A Towering Issue – How Do Towns Plan For it? Part 1

Jeffrey A. Gordon, M.D.

There are many benefits from wireless technology. We use our cell phones in our cars (hands free, of course) or walking around. When we call for police, fire or medical help, adequate telecommunications coverage is vital. Your town’s public works, schools and buses, farms, businesses, and tourism use such resources to stay in communication.

Yet, when there is talk of building a cell tower, one of the first things that you may think of is “not in my backyard”. Do you want a cell tower near where you live? Do you want to see one in the distance? What are the heath concerns? What will happen to your home’s property value? These are all readily understandable, visceral concerns.

So, how do our towns balance the benefits of telecommunications capabilities/opportunities with the need to preserve rural landscapes/viewscapes, maintain public health, protect people’s individual property rights, and address community concerns? The devil is in the details.

First, people are not opposed to having telecommunications coverage in their towns. How many times have we cursed our cell phones when we hit a weak or dead signal spot? Our society is intricately dependent upon them (sometimes it is a blessing and sometimes it is a curse, as I know from having my Blackberry and my medical pager). While the federal Telecommunications Act (TCA) of 1996 allows states and municipalities to regulate cell towers, they cannot ban or effectively prohibit them. Thus, the crux of the debate about cell towers is where in our towns to place them and when alternative technologies are to be used. This debate is political and scientific, but always personal on the local level where people are faced with a cell tower proposal in their neck of the woods.

Second, here in Connecticut, unlike in many other states, there is a Siting Council that has state-wide jurisdiction over telecommunications facilities. This may be seen as a means to streamline and standardize the process of reviewing, debating, and deciding telecommunications issues. It can also be viewed as usurping local decision making and control over what is constructed in a community – it furthers limits your local town government (and by extension you). Although state legislation requires the Siting Council to listen to the input of town government and to note a town’s regulations and ordinances, it is ultimately up to the nine-person Siting Council to make the decisions about telecommunications matters. Not one member of the Siting Council lives in Northeast Connecticut, while all of us do.

Third, the TCA had the objective to remove regulatory barriers so as to open up (deregulate) the communications market to more business opportunities. Although this effort to promote competition and improve access may be laudable, two provisions of the legislation are concerning: 1.) pre-empting local rules as to what can and cannot be built in communities, and how they are to be built, and 2.) limiting discussion about the potential health effects of radio frequencies (a form of electromagnetic radiation).

This is not to say upfront that the federal and state telecommunications approval processes are unfair or that the agencies involved are not doing a good job. Rather, Planning and Zoning Commissions, either elected by you and the people in your town or appointed by your local elected officials, are the best means to make local decisions about what happens regarding local land use activities. The Siting Council does come to a municipality once during the formal telecommunications hearing proceedings. The public can talk for a few minutes per person or seek formal intervenor status to be more involved in the process. But, as we all know, there is no replacement for being able to get to your local town hall any time you want rather than drive to the Siting Council in New Britain if you cannot make the one Siting Council public hearing in your town. After all , if it is something that is to directly affect your community, then shouldn’t you have a strong say in what happens, multiple opportunities to have your voice heard, and the ability to see firsthand how the decisions are made?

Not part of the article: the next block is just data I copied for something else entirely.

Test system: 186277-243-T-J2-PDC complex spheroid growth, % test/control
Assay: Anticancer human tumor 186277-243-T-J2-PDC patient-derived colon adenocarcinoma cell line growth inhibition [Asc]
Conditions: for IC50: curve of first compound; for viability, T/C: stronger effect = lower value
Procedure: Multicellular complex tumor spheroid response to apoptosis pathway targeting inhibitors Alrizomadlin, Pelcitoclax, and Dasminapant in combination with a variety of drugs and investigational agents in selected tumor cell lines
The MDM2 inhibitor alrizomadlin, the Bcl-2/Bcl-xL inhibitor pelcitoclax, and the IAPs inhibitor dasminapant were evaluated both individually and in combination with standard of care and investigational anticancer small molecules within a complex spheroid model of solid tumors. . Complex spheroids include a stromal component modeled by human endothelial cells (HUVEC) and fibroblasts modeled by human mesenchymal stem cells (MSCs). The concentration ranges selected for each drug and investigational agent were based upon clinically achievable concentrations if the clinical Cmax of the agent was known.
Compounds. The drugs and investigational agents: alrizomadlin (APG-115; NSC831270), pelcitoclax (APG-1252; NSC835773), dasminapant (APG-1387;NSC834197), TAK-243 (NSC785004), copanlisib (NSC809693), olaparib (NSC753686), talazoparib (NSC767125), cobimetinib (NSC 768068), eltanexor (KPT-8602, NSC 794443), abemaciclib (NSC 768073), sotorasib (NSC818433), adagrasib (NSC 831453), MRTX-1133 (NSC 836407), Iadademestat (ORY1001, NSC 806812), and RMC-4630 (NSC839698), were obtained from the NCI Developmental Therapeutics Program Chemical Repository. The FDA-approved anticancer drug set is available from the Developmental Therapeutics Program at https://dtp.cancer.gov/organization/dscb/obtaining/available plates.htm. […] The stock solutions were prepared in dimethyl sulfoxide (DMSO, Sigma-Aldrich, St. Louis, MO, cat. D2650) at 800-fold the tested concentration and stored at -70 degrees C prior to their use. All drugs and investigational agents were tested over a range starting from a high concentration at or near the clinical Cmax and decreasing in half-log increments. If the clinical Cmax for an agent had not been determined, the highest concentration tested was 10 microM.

By the time a cell tower application is submitted to the Siting Council, state law requires that a decision be made within 180 days (this can be extended another 180 days if the applicant agrees). The municipality directly affected by the application has 60 days of notice before the application is filed. During this time, the town can conduct its own hearings and submit advice to the Siting Council. Sixty days is not much time if a town is not otherwise prepared, unlike a telecommunications company which has conducted a lot of field work and technical research before submitting its application. However, it is during this critical time before an application is submitted that our towns can work proactively, collaboratively and comprehensively in the process. For example, Woodstock’s Municipal Telecommunications Task Force and its Planning and Zoning Commission have been doing just that these past several years. Other towns in Connecticut are looking to do likewise.

If growth in our towns is inevitable, then it is important for us to guide that growth to meet the individual and unique needs of our communities (town wide and neighborhood focused), as opposed to just reacting to various issues without a vision for the future. Your Planning and Zoning Commission regulates local land use activities in your town. Should cell towers, being land use activities, be any different?

In Part 2 of this article, I will talk about what towns can do about telecommunications issues and what technologies can be used additive/alternative to cell towers to provide us and our local economies the telecommunications services we need and want.

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